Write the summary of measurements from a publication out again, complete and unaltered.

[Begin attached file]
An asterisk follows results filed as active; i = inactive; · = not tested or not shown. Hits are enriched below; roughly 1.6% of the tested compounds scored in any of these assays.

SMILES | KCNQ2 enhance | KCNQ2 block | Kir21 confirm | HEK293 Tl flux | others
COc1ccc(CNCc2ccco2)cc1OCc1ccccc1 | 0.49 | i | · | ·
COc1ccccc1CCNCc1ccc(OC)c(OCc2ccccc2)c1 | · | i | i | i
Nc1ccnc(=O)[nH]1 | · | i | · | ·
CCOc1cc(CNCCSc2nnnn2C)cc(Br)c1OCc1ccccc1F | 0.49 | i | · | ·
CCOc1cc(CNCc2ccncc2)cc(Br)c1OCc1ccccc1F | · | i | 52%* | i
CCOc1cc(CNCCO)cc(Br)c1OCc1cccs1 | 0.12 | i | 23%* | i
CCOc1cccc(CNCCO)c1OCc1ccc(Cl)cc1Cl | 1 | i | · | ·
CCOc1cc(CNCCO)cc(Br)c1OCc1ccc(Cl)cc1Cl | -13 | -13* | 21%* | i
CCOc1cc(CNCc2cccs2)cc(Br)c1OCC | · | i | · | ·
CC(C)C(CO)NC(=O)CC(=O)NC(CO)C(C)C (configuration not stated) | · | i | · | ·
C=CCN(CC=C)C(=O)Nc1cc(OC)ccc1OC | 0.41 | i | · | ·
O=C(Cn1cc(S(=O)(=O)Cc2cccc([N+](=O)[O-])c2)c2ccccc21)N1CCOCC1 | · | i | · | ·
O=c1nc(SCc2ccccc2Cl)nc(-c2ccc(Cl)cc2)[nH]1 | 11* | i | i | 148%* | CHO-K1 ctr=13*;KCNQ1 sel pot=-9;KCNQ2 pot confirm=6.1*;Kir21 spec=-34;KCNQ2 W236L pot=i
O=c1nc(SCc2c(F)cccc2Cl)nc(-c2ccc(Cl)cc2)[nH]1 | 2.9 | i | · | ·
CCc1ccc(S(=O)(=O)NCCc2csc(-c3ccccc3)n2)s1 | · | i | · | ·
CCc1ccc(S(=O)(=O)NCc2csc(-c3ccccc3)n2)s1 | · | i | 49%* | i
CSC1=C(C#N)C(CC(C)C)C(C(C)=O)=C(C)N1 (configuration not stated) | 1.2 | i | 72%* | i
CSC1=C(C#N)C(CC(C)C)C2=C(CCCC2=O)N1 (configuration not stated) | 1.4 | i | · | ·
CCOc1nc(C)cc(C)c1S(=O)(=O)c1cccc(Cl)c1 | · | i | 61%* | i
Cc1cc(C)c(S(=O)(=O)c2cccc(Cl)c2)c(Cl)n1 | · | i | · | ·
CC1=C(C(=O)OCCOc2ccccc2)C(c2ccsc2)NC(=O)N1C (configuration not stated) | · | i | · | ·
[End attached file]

An asterisk follows results filed as active; i = inactive; · = not tested or not shown. Hits are enriched below; roughly 1.6% of the tested compounds scored in any of these assays.

SMILES | KCNQ2 enhance | KCNQ2 block | Kir21 confirm | HEK293 Tl flux | others
COc1ccc(CNCc2ccco2)cc1OCc1ccccc1 | 0.49 | i | · | ·
COc1ccccc1CCNCc1ccc(OC)c(OCc2ccccc2)c1 | · | i | i | i
Nc1ccnc(=O)[nH]1 | · | i | · | ·
CCOc1cc(CNCCSc2nnnn2C)cc(Br)c1OCc1ccccc1F | 0.49 | i | · | ·
CCOc1cc(CNCc2ccncc2)cc(Br)c1OCc1ccccc1F | · | i | 52%* | i
CCOc1cc(CNCCO)cc(Br)c1OCc1cccs1 | 0.12 | i | 23%* | i
CCOc1cccc(CNCCO)c1OCc1ccc(Cl)cc1Cl | 1 | i | · | ·
CCOc1cc(CNCCO)cc(Br)c1OCc1ccc(Cl)cc1Cl | -13 | -13* | 21%* | i
CCOc1cc(CNCc2cccs2)cc(Br)c1OCC | · | i | · | ·
CC(C)C(CO)NC(=O)CC(=O)NC(CO)C(C)C (configuration not stated) | · | i | · | ·
C=CCN(CC=C)C(=O)Nc1cc(OC)ccc1OC | 0.41 | i | · | ·
O=C(Cn1cc(S(=O)(=O)Cc2cccc([N+](=O)[O-])c2)c2ccccc21)N1CCOCC1 | · | i | · | ·
O=c1nc(SCc2ccccc2Cl)nc(-c2ccc(Cl)cc2)[nH]1 | 11* | i | i | 148%* | CHO-K1 ctr=13*;KCNQ1 sel pot=-9;KCNQ2 pot confirm=6.1*;Kir21 spec=-34;KCNQ2 W236L pot=i
O=c1nc(SCc2c(F)cccc2Cl)nc(-c2ccc(Cl)cc2)[nH]1 | 2.9 | i | · | ·
CCc1ccc(S(=O)(=O)NCCc2csc(-c3ccccc3)n2)s1 | · | i | · | ·
CCc1ccc(S(=O)(=O)NCc2csc(-c3ccccc3)n2)s1 | · | i | 49%* | i
CSC1=C(C#N)C(CC(C)C)C(C(C)=O)=C(C)N1 (configuration not stated) | 1.2 | i | 72%* | i
CSC1=C(C#N)C(CC(C)C)C2=C(CCCC2=O)N1 (configuration not stated) | 1.4 | i | · | ·
CCOc1nc(C)cc(C)c1S(=O)(=O)c1cccc(Cl)c1 | · | i | 61%* | i
Cc1cc(C)c(S(=O)(=O)c2cccc(Cl)c2)c(Cl)n1 | · | i | · | ·
CC1=C(C(=O)OCCOc2ccccc2)C(c2ccsc2)NC(=O)N1C (configuration not stated) | · | i | · | ·